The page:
A tool I recently learnt on a writing retreat has really helped me to create a define my own ‘pattern’ for my writing, and is helping me to make sure that I am actually knitting together arguments in my papers that make sense, and are properly substantiated. Taken from a book called The Craft of Research, the tool helps writers to plot out the golden thread by asking them to think carefully about the main claim, the sub-claims, the reasons for those claims, and the evidence needed to substantiate them. Claims and evidence are probably quite obvious – of course we need both of these elements to write a paper worth its salt. But what of reasons? According to the authors, reasons are important because they outline the logic of the argument you want to make. I have learned, using this tool, that I am quite good at generating many reasons for the research I want to write about, but I am less adept at pinning down my claims. This tool has been helping me to work on this.

This (below) is my version of the tool in action: an argument for a paper I am working on plotted out in my research journal on stickies. Following the retreat facilitator’s advice, I use stickies to avoid writing long-winded claims and reasons. This is not the plan for your paper, this is the plan for your argument, and you need to be able to identify and state your claims, reasons, and related evidence fairly concisely. If it takes you 7 or 8 stickies to state one claim, you have some more thinking and refining to do before you are ready to plot out your paper and knit your strands together.

photo 2

I start with my main claim, and then identify any sub-claims that are part of that. I then write out the reasons for the claims I am making, and follow with the evidence I either have, or need to have, to support these claims. The orange stickies at the end contain my ‘take-home message’ or the answer to the ‘So what?’ question (which will be part of my conclusion) as well as the limitations on the argument I want to make. Not every paper will include limitations, but all papers need to have claims, reasons, evidence, and a clear answer to the ‘So what?’ question. All papers we write, whether as undergrads, postgrads or professionals, need to have a point – and the point is the argument, and the way in which we are weaving that golden thread through the writing to create something new from all the strands of research, reading and thinking we have been doing.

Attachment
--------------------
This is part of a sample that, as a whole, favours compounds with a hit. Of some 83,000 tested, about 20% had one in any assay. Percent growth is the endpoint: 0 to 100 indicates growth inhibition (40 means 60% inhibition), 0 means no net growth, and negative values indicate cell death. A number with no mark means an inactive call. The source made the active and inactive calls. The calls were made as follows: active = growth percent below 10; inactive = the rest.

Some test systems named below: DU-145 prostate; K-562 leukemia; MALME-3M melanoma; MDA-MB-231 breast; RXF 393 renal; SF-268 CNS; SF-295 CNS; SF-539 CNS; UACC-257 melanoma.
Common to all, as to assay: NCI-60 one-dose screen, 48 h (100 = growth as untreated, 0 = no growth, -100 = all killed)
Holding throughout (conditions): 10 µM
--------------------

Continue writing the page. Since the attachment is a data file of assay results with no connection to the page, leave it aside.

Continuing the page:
If you are a writing teacher or tutor: consider using or adapting a tool like this to help students you work with understand the link between the research they are doing and the information they are gathering, and the ways in which this information and research need to be pulled together selectively around a central argument that knits all the paragraphs or parts together into a coherent, persuasive whole.

If you are a writer: try this tool out, and look for others that can help you to make clearer the ways in which your arguments are constructed and crafted, to ensure that your own writing is a clear, persuasive and makes as much sense as possible.

Reference: Booth, C., Colomb, G. and Williams, J. (Eds) 2003. The Craft of Research. Chicago: University of Chicago Press.

A new tool for talking writing: LCT and semantic waves

I completed my PhD last year, and I’m now embarking on postdoctoral research. One of the things I am really excited about is applying my conceptual framework to different kinds of teaching, learning and academic work to the case studies I looked at in my PhD. Specifically, I would like to connect my framework – Legitimation Code Theory – with my academic writing and academic literacies work where possible. This post reflects some of that thinking, so indulge me a little, if you will :).